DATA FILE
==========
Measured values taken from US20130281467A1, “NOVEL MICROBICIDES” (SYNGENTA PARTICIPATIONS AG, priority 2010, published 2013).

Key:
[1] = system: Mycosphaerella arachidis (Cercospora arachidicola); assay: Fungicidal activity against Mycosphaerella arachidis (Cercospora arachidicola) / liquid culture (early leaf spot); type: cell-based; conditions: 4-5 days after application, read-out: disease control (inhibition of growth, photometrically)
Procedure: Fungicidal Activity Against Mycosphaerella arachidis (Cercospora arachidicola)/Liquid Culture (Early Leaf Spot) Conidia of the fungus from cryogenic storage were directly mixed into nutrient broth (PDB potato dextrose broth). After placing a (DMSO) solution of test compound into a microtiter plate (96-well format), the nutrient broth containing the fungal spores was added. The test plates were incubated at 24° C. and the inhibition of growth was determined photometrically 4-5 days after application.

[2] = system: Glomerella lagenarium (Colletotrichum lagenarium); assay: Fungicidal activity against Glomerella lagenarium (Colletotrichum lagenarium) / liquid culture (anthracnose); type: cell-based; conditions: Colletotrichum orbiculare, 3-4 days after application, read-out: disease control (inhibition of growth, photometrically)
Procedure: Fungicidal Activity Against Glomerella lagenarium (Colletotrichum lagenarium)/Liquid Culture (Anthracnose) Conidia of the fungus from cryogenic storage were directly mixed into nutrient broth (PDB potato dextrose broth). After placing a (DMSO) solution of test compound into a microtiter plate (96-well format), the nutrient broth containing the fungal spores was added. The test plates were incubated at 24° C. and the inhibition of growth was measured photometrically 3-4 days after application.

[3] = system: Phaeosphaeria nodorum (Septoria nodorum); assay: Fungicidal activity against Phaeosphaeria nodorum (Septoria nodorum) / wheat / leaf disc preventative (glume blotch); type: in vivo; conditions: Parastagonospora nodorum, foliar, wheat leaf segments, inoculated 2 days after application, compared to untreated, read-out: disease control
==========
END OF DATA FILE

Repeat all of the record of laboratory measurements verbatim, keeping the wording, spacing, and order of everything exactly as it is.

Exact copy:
Measured values taken from US20130281467A1, “NOVEL MICROBICIDES” (SYNGENTA PARTICIPATIONS AG, priority 2010, published 2013).

Key:
[1] = system: Mycosphaerella arachidis (Cercospora arachidicola); assay: Fungicidal activity against Mycosphaerella arachidis (Cercospora arachidicola) / liquid culture (early leaf spot); type: cell-based; conditions: 4-5 days after application, read-out: disease control (inhibition of growth, photometrically)
Procedure: Fungicidal Activity Against Mycosphaerella arachidis (Cercospora arachidicola)/Liquid Culture (Early Leaf Spot) Conidia of the fungus from cryogenic storage were directly mixed into nutrient broth (PDB potato dextrose broth). After placing a (DMSO) solution of test compound into a microtiter plate (96-well format), the nutrient broth containing the fungal spores was added. The test plates were incubated at 24° C. and the inhibition of growth was determined photometrically 4-5 days after application.

[2] = system: Glomerella lagenarium (Colletotrichum lagenarium); assay: Fungicidal activity against Glomerella lagenarium (Colletotrichum lagenarium) / liquid culture (anthracnose); type: cell-based; conditions: Colletotrichum orbiculare, 3-4 days after application, read-out: disease control (inhibition of growth, photometrically)
Procedure: Fungicidal Activity Against Glomerella lagenarium (Colletotrichum lagenarium)/Liquid Culture (Anthracnose) Conidia of the fungus from cryogenic storage were directly mixed into nutrient broth (PDB potato dextrose broth). After placing a (DMSO) solution of test compound into a microtiter plate (96-well format), the nutrient broth containing the fungal spores was added. The test plates were incubated at 24° C. and the inhibition of growth was measured photometrically 3-4 days after application.

[3] = system: Phaeosphaeria nodorum (Septoria nodorum); assay: Fungicidal activity against Phaeosphaeria nodorum (Septoria nodorum) / wheat / leaf disc preventative (glume blotch); type: in vivo; conditions: Parastagonospora nodorum, foliar, wheat leaf segments, inoculated 2 days after application, compared to untreated, read-out: disease control